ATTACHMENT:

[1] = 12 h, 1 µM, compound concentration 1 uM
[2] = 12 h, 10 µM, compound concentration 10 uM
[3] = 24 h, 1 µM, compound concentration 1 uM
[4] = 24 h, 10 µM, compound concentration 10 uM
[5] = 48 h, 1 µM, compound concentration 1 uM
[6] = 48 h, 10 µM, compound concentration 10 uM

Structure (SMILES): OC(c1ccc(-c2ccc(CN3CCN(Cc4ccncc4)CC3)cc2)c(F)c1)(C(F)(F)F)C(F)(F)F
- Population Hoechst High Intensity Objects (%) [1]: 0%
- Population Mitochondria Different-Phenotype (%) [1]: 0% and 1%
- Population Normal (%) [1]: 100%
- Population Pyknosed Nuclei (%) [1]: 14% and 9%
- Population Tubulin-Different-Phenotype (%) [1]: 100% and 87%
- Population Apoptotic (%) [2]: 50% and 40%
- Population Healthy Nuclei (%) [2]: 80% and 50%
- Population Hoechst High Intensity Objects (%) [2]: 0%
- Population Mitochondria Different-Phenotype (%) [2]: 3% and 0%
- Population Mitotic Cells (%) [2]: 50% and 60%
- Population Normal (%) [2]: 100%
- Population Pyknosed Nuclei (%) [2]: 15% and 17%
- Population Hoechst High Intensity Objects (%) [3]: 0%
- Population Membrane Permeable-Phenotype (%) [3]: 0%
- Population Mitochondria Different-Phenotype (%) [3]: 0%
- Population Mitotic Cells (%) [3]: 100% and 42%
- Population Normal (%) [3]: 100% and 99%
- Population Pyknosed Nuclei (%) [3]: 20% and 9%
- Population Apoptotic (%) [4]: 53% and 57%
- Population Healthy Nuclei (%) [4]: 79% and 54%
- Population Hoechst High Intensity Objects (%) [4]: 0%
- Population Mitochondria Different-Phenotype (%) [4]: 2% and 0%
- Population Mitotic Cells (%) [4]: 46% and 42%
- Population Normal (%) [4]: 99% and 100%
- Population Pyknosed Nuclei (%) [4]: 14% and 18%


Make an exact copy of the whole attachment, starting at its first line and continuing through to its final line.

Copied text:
[1] = 12 h, 1 µM, compound concentration 1 uM
[2] = 12 h, 10 µM, compound concentration 10 uM
[3] = 24 h, 1 µM, compound concentration 1 uM
[4] = 24 h, 10 µM, compound concentration 10 uM
[5] = 48 h, 1 µM, compound concentration 1 uM
[6] = 48 h, 10 µM, compound concentration 10 uM

Structure (SMILES): OC(c1ccc(-c2ccc(CN3CCN(Cc4ccncc4)CC3)cc2)c(F)c1)(C(F)(F)F)C(F)(F)F
- Population Hoechst High Intensity Objects (%) [1]: 0%
- Population Mitochondria Different-Phenotype (%) [1]: 0% and 1%
- Population Normal (%) [1]: 100%
- Population Pyknosed Nuclei (%) [1]: 14% and 9%
- Population Tubulin-Different-Phenotype (%) [1]: 100% and 87%
- Population Apoptotic (%) [2]: 50% and 40%
- Population Healthy Nuclei (%) [2]: 80% and 50%
- Population Hoechst High Intensity Objects (%) [2]: 0%
- Population Mitochondria Different-Phenotype (%) [2]: 3% and 0%
- Population Mitotic Cells (%) [2]: 50% and 60%
- Population Normal (%) [2]: 100%
- Population Pyknosed Nuclei (%) [2]: 15% and 17%
- Population Hoechst High Intensity Objects (%) [3]: 0%
- Population Membrane Permeable-Phenotype (%) [3]: 0%
- Population Mitochondria Different-Phenotype (%) [3]: 0%
- Population Mitotic Cells (%) [3]: 100% and 42%
- Population Normal (%) [3]: 100% and 99%
- Population Pyknosed Nuclei (%) [3]: 20% and 9%
- Population Apoptotic (%) [4]: 53% and 57%
- Population Healthy Nuclei (%) [4]: 79% and 54%
- Population Hoechst High Intensity Objects (%) [4]: 0%
- Population Mitochondria Different-Phenotype (%) [4]: 2% and 0%
- Population Mitotic Cells (%) [4]: 46% and 42%
- Population Normal (%) [4]: 99% and 100%
- Population Pyknosed Nuclei (%) [4]: 14% and 18%